On April 9, 2019, a World Trade Organization (WTO) dispute settlement panel issued its ruling in the most recent installment of the long-running US–Canada softwood lumber dispute. The panel’s decision is notable for its approach to prior WTO panel and Appellate Body decisions as non-precedential, an issue that is at the forefront of the United States’ calls for WTO reform.
In this dispute, US – Differential Pricing Methodology, Canada challenged the US Department of Commerce’s (Commerce) affirmative final determination in its anti-dumping investigation of softwood lumber from Canada in 2017. Canada specifically challenged Commerce’s application of the weighted average-to-transaction (W-T) methodology for calculating dumping margins and, in particular, Commerce’s use of the so-called Differential Pricing Methodology to determine whether it is appropriate to use the W-T methodology and Commerce’s use of zeroing, both of which Canada argued are inconsistent with Article 2.4.2 of the Anti-dumping Agreement (AD Agreement).1
The WTO panel found merit in one of Canada’s arguments—that, in applying the Differential Pricing Methodology, Commerce erred in aggregating export price variations to find “a single pattern of export prices which differed significantly among different purchasers, regions and time periods.” But the panel rejected Canada’s other arguments, including its argument—relying on the Appellate Body’s decision in US – Washing Machines—that the “pattern” of differential prices under Article 2.4.2 of the AD Agreement may only include export prices which “differ significantly” because they are significantly lower than prices to other purchasers, regions, or time periods. The panel also rejected Canada’s argument that zeroing in the W-T methodology is inconsistent with the second sentence of Article 2.4.2 of the AD Agreement.
The panel’s decision to reject Canada’s arguments is somewhat unexpected in light of previous WTO panel and Appellate Body decisions that reached opposite conclusions, including the panel and Appellate Body decisions in US – Washing Machines and the panel decision in US – Anti-Dumping Methodologies (China). Indeed, the panel acknowledged that its conclusions differ from prior WTO rulings; however, the panel “carefully considered these reports” and “found convincing or cogent reasons to arrive at [different] conclusions.”2 The panel’s use of the phrase “cogent reasons” is a reference to the Appellate Body’s guidance in US – Stainless Steel (Mexico) that “absent cogent reasons, an adjudicatory body will resolve the same legal question in the same way in a subsequent case.”3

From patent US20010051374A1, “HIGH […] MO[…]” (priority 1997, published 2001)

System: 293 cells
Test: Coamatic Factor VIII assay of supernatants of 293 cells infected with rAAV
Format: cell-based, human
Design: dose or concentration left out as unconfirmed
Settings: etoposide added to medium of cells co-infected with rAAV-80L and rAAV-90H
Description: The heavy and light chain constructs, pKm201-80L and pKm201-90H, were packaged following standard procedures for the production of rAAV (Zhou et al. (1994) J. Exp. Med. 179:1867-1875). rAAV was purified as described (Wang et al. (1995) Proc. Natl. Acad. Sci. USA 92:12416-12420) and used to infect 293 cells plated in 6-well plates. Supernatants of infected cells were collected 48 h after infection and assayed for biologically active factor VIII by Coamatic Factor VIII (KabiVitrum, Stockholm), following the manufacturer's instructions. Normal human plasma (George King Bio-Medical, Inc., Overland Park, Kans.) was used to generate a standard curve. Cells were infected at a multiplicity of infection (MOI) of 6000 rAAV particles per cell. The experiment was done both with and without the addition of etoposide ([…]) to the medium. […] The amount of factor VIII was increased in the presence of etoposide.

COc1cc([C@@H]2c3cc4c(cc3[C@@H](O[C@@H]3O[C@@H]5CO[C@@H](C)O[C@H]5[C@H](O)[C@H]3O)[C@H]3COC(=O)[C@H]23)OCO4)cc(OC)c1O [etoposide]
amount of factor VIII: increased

The United States issued a statement praising the panel’s ruling, with US Trade Representative Robert Lighthizer saying “[t]he WTO rules do not prohibit ‘zeroing’” and commending the panel “for doing its own interpretive analysis and having the courage to stand up to undue pressure that the Appellate Body has been putting on panels for years.”4 For many years, the United States has expressed concern regarding the Appellate Body’s claims that its reports are entitled to “precedential effect” and are to be followed by WTO panels absent “cogent reasons.”5 This is one of the key issues the United States has cited in its calls for WTO and Appellate Body reform.6 Since mid-2017, the current Administration has been blocking Appellate Body nominations in protest of what it sees as abuses of the WTO dispute settlement system, leaving the Appellate Body with only three out of seven members, the minimum needed to hear an appeal. The terms of two of the three remaining Appellate Body members are due to expire in December 2019.
It will be interesting to see whether the WTO panel’s approach in US – Differential Pricing Methodology—and specifically its willingness to engage in different interpretation and reach different conclusions from the Appellate Body—contributes to a softening of the United States’ position and a willingness to advance new Appellate Body nominations. Canada has already announced plans to appeal the panel’s decision, but when (and whether) that appeal will be heard is unclear given the current status of the Appellate Body and impending additional vacancies.